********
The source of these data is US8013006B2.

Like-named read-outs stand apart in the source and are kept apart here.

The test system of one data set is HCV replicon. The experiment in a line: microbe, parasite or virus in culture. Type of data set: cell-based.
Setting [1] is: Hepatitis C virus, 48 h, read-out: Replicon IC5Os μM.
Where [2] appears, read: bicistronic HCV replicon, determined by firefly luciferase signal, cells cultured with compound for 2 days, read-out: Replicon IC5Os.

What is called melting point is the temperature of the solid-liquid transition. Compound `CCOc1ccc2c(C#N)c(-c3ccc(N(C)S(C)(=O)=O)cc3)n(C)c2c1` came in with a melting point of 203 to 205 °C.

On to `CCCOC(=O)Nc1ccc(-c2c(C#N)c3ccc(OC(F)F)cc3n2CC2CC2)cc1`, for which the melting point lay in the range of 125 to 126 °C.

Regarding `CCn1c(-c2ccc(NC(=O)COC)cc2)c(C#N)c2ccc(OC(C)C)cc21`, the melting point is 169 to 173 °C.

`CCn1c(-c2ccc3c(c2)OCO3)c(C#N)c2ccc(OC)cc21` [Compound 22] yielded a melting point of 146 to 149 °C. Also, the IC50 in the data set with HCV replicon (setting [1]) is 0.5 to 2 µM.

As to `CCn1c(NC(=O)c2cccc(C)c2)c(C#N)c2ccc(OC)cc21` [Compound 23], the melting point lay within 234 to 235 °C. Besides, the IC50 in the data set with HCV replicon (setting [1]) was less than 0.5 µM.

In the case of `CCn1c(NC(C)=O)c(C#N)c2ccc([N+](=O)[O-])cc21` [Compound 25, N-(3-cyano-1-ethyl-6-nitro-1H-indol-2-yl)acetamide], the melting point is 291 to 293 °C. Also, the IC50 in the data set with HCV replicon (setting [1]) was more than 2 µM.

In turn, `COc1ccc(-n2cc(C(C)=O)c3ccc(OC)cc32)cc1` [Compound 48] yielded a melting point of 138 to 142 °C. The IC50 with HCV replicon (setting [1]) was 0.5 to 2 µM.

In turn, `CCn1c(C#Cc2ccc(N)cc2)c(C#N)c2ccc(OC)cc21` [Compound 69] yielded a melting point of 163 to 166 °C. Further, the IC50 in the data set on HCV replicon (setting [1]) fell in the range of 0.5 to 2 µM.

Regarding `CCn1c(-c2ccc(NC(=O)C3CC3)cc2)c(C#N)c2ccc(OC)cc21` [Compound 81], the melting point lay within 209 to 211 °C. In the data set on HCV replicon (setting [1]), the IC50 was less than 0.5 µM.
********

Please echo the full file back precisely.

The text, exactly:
The source of these data is US8013006B2.

Like-named read-outs stand apart in the source and are kept apart here.

The test system of one data set is HCV replicon. The experiment in a line: microbe, parasite or virus in culture. Type of data set: cell-based.
Setting [1] is: Hepatitis C virus, 48 h, read-out: Replicon IC5Os μM.
Where [2] appears, read: bicistronic HCV replicon, determined by firefly luciferase signal, cells cultured with compound for 2 days, read-out: Replicon IC5Os.

What is called melting point is the temperature of the solid-liquid transition. Compound `CCOc1ccc2c(C#N)c(-c3ccc(N(C)S(C)(=O)=O)cc3)n(C)c2c1` came in with a melting point of 203 to 205 °C.

On to `CCCOC(=O)Nc1ccc(-c2c(C#N)c3ccc(OC(F)F)cc3n2CC2CC2)cc1`, for which the melting point lay in the range of 125 to 126 °C.

Regarding `CCn1c(-c2ccc(NC(=O)COC)cc2)c(C#N)c2ccc(OC(C)C)cc21`, the melting point is 169 to 173 °C.

`CCn1c(-c2ccc3c(c2)OCO3)c(C#N)c2ccc(OC)cc21` [Compound 22] yielded a melting point of 146 to 149 °C. Also, the IC50 in the data set with HCV replicon (setting [1]) is 0.5 to 2 µM.

As to `CCn1c(NC(=O)c2cccc(C)c2)c(C#N)c2ccc(OC)cc21` [Compound 23], the melting point lay within 234 to 235 °C. Besides, the IC50 in the data set with HCV replicon (setting [1]) was less than 0.5 µM.

In the case of `CCn1c(NC(C)=O)c(C#N)c2ccc([N+](=O)[O-])cc21` [Compound 25, N-(3-cyano-1-ethyl-6-nitro-1H-indol-2-yl)acetamide], the melting point is 291 to 293 °C. Also, the IC50 in the data set with HCV replicon (setting [1]) was more than 2 µM.

In turn, `COc1ccc(-n2cc(C(C)=O)c3ccc(OC)cc32)cc1` [Compound 48] yielded a melting point of 138 to 142 °C. The IC50 with HCV replicon (setting [1]) was 0.5 to 2 µM.

In turn, `CCn1c(C#Cc2ccc(N)cc2)c(C#N)c2ccc(OC)cc21` [Compound 69] yielded a melting point of 163 to 166 °C. Further, the IC50 in the data set on HCV replicon (setting [1]) fell in the range of 0.5 to 2 µM.

Regarding `CCn1c(-c2ccc(NC(=O)C3CC3)cc2)c(C#N)c2ccc(OC)cc21` [Compound 81], the melting point lay within 209 to 211 °C. In the data set on HCV replicon (setting [1]), the IC50 was less than 0.5 µM.